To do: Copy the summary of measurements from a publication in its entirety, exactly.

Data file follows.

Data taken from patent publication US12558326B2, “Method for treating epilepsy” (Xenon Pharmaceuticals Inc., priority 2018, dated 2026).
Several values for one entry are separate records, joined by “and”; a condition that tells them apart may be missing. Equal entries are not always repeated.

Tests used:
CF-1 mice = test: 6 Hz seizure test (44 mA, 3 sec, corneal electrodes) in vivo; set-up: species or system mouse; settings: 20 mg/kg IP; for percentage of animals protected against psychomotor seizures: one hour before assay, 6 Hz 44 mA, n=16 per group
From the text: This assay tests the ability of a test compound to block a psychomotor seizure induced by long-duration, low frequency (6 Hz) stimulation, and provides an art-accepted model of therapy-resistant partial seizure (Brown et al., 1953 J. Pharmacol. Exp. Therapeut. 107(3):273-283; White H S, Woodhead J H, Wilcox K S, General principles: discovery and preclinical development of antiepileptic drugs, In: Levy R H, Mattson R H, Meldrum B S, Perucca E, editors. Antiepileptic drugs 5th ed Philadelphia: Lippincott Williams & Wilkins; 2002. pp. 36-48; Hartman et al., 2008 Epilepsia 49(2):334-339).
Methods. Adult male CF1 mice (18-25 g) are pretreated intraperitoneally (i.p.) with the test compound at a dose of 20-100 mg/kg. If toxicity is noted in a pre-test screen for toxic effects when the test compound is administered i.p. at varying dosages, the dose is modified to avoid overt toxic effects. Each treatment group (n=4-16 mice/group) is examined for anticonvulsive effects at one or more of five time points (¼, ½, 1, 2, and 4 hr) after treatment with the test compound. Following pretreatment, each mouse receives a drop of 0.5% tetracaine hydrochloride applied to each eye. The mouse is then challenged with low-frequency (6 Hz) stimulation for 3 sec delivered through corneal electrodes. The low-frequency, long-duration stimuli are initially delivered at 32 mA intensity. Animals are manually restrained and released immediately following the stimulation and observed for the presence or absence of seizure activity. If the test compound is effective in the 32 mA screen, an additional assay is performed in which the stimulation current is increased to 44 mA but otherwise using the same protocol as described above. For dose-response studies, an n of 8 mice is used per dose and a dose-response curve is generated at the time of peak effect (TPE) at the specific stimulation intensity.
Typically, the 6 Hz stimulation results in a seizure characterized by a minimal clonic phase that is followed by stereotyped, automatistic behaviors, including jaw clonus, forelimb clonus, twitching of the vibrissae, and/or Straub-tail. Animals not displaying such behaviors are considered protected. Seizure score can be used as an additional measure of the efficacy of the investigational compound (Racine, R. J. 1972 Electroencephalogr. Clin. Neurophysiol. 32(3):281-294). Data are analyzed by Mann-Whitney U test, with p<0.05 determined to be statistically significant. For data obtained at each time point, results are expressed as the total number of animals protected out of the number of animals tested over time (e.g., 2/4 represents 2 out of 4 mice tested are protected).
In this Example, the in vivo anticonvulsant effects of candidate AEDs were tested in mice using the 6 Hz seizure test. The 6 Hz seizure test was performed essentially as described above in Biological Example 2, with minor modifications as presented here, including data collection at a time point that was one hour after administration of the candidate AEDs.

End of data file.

Data taken from patent publication US12558326B2, “Method for treating epilepsy” (Xenon Pharmaceuticals Inc., priority 2018, dated 2026).
Several values for one entry are separate records, joined by “and”; a condition that tells them apart may be missing. Equal entries are not always repeated.

Tests used:
CF-1 mice = test: 6 Hz seizure test (44 mA, 3 sec, corneal electrodes) in vivo; set-up: species or system mouse; settings: 20 mg/kg IP; for percentage of animals protected against psychomotor seizures: one hour before assay, 6 Hz 44 mA, n=16 per group
From the text: This assay tests the ability of a test compound to block a psychomotor seizure induced by long-duration, low frequency (6 Hz) stimulation, and provides an art-accepted model of therapy-resistant partial seizure (Brown et al., 1953 J. Pharmacol. Exp. Therapeut. 107(3):273-283; White H S, Woodhead J H, Wilcox K S, General principles: discovery and preclinical development of antiepileptic drugs, In: Levy R H, Mattson R H, Meldrum B S, Perucca E, editors. Antiepileptic drugs 5th ed Philadelphia: Lippincott Williams & Wilkins; 2002. pp. 36-48; Hartman et al., 2008 Epilepsia 49(2):334-339).
Methods. Adult male CF1 mice (18-25 g) are pretreated intraperitoneally (i.p.) with the test compound at a dose of 20-100 mg/kg. If toxicity is noted in a pre-test screen for toxic effects when the test compound is administered i.p. at varying dosages, the dose is modified to avoid overt toxic effects. Each treatment group (n=4-16 mice/group) is examined for anticonvulsive effects at one or more of five time points (¼, ½, 1, 2, and 4 hr) after treatment with the test compound. Following pretreatment, each mouse receives a drop of 0.5% tetracaine hydrochloride applied to each eye. The mouse is then challenged with low-frequency (6 Hz) stimulation for 3 sec delivered through corneal electrodes. The low-frequency, long-duration stimuli are initially delivered at 32 mA intensity. Animals are manually restrained and released immediately following the stimulation and observed for the presence or absence of seizure activity. If the test compound is effective in the 32 mA screen, an additional assay is performed in which the stimulation current is increased to 44 mA but otherwise using the same protocol as described above. For dose-response studies, an n of 8 mice is used per dose and a dose-response curve is generated at the time of peak effect (TPE) at the specific stimulation intensity.
Typically, the 6 Hz stimulation results in a seizure characterized by a minimal clonic phase that is followed by stereotyped, automatistic behaviors, including jaw clonus, forelimb clonus, twitching of the vibrissae, and/or Straub-tail. Animals not displaying such behaviors are considered protected. Seizure score can be used as an additional measure of the efficacy of the investigational compound (Racine, R. J. 1972 Electroencephalogr. Clin. Neurophysiol. 32(3):281-294). Data are analyzed by Mann-Whitney U test, with p<0.05 determined to be statistically significant. For data obtained at each time point, results are expressed as the total number of animals protected out of the number of animals tested over time (e.g., 2/4 represents 2 out of 4 mice tested are protected).
In this Example, the in vivo anticonvulsant effects of candidate AEDs were tested in mice using the 6 Hz seizure test. The 6 Hz seizure test was performed essentially as described above in Biological Example 2, with minor modifications as presented here, including data collection at a time point that was one hour after administration of the candidate AEDs.